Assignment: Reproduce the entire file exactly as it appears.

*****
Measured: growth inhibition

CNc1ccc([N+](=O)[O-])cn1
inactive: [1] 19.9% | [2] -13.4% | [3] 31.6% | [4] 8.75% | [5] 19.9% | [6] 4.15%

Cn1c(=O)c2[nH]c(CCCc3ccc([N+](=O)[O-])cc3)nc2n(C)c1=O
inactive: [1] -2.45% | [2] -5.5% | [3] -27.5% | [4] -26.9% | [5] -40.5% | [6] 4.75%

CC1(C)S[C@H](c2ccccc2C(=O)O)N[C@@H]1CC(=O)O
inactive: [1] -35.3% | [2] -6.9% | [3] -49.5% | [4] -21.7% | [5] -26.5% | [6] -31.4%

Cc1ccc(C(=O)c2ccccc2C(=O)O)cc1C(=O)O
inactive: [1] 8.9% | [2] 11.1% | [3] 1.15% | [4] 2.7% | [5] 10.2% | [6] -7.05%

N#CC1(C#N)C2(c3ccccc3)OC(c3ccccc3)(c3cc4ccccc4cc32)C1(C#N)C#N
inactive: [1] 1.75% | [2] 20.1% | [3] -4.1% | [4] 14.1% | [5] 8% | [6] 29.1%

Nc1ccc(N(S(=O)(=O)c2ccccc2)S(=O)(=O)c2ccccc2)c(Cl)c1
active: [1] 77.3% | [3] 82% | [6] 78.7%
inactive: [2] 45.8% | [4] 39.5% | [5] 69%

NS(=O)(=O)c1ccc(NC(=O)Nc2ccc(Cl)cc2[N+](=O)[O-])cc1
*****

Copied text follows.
Measured: growth inhibition

CNc1ccc([N+](=O)[O-])cn1
inactive: [1] 19.9% | [2] -13.4% | [3] 31.6% | [4] 8.75% | [5] 19.9% | [6] 4.15%

Cn1c(=O)c2[nH]c(CCCc3ccc([N+](=O)[O-])cc3)nc2n(C)c1=O
inactive: [1] -2.45% | [2] -5.5% | [3] -27.5% | [4] -26.9% | [5] -40.5% | [6] 4.75%

CC1(C)S[C@H](c2ccccc2C(=O)O)N[C@@H]1CC(=O)O
inactive: [1] -35.3% | [2] -6.9% | [3] -49.5% | [4] -21.7% | [5] -26.5% | [6] -31.4%

Cc1ccc(C(=O)c2ccccc2C(=O)O)cc1C(=O)O
inactive: [1] 8.9% | [2] 11.1% | [3] 1.15% | [4] 2.7% | [5] 10.2% | [6] -7.05%

N#CC1(C#N)C2(c3ccccc3)OC(c3ccccc3)(c3cc4ccccc4cc32)C1(C#N)C#N
inactive: [1] 1.75% | [2] 20.1% | [3] -4.1% | [4] 14.1% | [5] 8% | [6] 29.1%

Nc1ccc(N(S(=O)(=O)c2ccccc2)S(=O)(=O)c2ccccc2)c(Cl)c1
active: [1] 77.3% | [3] 82% | [6] 78.7%
inactive: [2] 45.8% | [4] 39.5% | [5] 69%

NS(=O)(=O)c1ccc(NC(=O)Nc2ccc(Cl)cc2[N+](=O)[O-])cc1